Sign controversy continues

Tiffany Moor was among those aaddressing the city council about the sign ordinance yesterday.

Tiffany Moore was among those addressing the city council about the sign ordinance yesterday.

A dispute over allowing digital signs in residential areas is on hold for at least three more weeks, the city planning and zoning committee decided Wednesday.

It directed city staff to craft a compromise ordinance that would start over in the legislative process.

The controversial issue surfaced last year after Councilman Ed Ford introduced a proposal that would allow the North Kansas City School District to keep three digital signs it put up illegally on property in the city.

Other school districts and churches also wanted the signs. Many neighborhoods south of the river did not.

There were talks and various proposals that would allow limited numbers of the signs, which were first to be approved by the Board of Zoning Adjustment.

On Wednesday, Ford said they would change approval to the city council and shape some criteria to limit applications.

He suggested churches and schools on at least 10-acre lots or three acres by arterial streets, along with some setback distance and criteria on lighting and flashing and other factors.

Tiffany Moore, president of the Armour Hills neighborhood association, said neighbors are willing to compromise but the 10-acre and three-acre criteria are far smaller than the 30-acre and 15-acre standards proposed in the past.

Kevin Masters of the Kansas City School District said that many of its schools are on smaller sites and too large of requirement would shut them out.

Carol Winterowd, president of the Center Planning and Development Council, said the signs damage neighborhoods – “We’re going to start looking commercial, not residential.”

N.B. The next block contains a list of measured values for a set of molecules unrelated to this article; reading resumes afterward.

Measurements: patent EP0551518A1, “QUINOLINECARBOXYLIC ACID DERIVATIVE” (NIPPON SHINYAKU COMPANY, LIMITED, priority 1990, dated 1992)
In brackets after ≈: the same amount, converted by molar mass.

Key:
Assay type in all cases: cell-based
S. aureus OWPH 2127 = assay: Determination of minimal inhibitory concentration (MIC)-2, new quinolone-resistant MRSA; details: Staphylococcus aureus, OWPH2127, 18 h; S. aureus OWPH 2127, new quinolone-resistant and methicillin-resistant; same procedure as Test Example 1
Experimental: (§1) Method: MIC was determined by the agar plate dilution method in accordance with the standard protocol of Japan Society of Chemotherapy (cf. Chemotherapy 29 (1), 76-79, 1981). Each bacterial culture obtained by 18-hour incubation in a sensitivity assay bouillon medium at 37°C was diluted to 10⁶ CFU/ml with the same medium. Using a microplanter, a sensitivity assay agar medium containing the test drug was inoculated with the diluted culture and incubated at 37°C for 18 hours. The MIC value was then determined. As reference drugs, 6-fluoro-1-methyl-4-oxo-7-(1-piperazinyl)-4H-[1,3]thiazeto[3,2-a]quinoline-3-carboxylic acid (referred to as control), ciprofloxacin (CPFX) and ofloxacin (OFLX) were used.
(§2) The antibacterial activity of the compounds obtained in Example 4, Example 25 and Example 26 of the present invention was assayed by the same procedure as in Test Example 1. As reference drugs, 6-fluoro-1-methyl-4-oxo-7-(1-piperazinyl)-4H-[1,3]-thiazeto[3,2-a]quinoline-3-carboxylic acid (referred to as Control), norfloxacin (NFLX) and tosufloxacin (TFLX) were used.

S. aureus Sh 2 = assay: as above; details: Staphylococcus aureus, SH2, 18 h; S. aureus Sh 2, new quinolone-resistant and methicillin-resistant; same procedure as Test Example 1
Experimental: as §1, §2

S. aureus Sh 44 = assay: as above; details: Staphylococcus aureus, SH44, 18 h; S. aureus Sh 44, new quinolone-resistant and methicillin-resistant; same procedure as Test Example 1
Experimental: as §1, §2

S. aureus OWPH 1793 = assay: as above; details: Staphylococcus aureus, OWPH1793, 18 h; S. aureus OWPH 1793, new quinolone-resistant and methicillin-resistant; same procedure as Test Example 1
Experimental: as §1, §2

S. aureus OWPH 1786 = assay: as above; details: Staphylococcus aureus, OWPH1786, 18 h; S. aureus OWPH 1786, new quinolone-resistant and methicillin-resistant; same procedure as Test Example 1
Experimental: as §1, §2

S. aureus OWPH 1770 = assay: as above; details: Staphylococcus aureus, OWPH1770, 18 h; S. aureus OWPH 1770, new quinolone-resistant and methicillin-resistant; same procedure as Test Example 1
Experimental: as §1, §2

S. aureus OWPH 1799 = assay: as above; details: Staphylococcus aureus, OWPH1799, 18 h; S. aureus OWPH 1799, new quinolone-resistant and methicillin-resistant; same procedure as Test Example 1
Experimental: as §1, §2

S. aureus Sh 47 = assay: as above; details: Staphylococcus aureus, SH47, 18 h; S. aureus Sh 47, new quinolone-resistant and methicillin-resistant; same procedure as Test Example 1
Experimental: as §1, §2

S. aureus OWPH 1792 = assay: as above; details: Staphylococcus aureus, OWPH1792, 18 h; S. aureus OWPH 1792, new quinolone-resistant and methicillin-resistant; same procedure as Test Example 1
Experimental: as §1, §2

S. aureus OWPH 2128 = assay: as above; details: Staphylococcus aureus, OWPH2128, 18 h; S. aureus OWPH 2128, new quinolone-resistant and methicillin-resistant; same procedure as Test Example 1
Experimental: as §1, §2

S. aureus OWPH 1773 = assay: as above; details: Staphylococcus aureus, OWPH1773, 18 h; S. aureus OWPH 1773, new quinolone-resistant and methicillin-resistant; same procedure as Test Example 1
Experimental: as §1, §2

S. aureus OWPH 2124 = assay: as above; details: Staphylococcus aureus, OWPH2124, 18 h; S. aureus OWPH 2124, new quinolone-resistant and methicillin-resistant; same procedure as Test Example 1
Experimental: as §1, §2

There are over 1,000 churches in the city, she said. “If worse comes to worse, …we’re going to be lit up like a Christmas tree.”

People need darkness, she said. “There’s something about the human mind or the human soul where you have to have something like that.”

Ford told her that the three illegal signs in the northland have not prompted one complaint.

“There are a lot of folks who don’t hate these signs, that actually like these signs,” he said.

Councilman John Sharp said he favored leaving the law as it is and “if we do make any changes it shouldn’t adversely affect neighbors….”

Don Class of the Northgate Baptist Church said they support the signs.

“I’m not sure what the big flap is about them,” he said. “I think the time has come we get into the more modern thing.”

Neighbors said they were also concerned about enforcing any regulations imposed on the new signs such as brightness levels, no flashing and so forth.

A city staffer said the city has only two workers available for such inspections.

Ford said he agreed with Sharp on one bottom-line level for a digital sign: “If it impacts the residents it shouldn’t be approved.”

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